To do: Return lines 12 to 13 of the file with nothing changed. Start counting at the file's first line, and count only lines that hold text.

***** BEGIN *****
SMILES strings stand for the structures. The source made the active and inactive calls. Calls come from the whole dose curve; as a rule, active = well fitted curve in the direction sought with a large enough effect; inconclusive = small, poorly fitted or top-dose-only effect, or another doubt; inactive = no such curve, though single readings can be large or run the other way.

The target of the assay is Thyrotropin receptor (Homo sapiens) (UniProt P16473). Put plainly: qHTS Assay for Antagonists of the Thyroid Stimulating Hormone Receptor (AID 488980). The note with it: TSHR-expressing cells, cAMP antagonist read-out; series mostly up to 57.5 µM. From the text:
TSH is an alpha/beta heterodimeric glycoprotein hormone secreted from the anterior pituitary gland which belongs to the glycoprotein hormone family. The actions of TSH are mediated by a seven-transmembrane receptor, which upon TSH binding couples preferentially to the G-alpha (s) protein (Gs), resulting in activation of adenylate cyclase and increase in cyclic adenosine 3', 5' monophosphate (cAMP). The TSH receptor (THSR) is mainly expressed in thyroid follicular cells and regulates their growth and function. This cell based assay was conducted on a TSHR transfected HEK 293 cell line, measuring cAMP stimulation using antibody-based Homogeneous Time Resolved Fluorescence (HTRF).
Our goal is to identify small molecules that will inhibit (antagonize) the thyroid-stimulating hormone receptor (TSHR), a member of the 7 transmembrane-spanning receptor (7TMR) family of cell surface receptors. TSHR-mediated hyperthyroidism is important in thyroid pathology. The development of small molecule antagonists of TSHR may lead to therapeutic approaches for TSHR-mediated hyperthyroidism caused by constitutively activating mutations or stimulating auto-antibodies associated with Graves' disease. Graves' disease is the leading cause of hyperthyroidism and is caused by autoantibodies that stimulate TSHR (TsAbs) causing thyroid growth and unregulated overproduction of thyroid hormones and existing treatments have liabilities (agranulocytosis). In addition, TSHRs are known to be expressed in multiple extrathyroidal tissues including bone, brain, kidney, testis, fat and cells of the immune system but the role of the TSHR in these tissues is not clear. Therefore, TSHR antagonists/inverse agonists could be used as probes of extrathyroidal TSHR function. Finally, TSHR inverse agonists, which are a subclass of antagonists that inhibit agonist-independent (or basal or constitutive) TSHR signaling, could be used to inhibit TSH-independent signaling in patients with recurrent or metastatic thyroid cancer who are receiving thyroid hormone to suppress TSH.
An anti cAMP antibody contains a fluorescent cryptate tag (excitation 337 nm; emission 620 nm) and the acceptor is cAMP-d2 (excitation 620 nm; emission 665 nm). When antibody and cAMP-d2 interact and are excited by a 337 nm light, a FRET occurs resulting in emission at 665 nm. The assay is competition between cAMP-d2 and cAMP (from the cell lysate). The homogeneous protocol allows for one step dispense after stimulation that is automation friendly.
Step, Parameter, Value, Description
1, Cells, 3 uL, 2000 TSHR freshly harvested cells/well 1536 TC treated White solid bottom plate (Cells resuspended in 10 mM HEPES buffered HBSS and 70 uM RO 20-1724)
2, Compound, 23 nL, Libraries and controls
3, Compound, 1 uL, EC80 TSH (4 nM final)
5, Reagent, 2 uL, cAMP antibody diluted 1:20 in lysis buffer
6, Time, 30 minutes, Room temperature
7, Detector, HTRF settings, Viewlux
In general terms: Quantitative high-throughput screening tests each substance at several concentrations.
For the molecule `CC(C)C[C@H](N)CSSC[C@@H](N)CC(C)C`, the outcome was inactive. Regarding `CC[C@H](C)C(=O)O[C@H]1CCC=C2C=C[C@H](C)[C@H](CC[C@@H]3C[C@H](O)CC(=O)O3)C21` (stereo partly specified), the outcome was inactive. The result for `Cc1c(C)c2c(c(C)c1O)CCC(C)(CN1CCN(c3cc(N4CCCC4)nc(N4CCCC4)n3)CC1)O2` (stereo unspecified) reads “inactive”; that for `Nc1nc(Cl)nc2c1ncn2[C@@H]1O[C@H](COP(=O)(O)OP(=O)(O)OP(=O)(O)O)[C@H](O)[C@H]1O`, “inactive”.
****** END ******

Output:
7, Detector, HTRF settings, Viewlux
In general terms: Quantitative high-throughput screening tests each substance at several concentrations.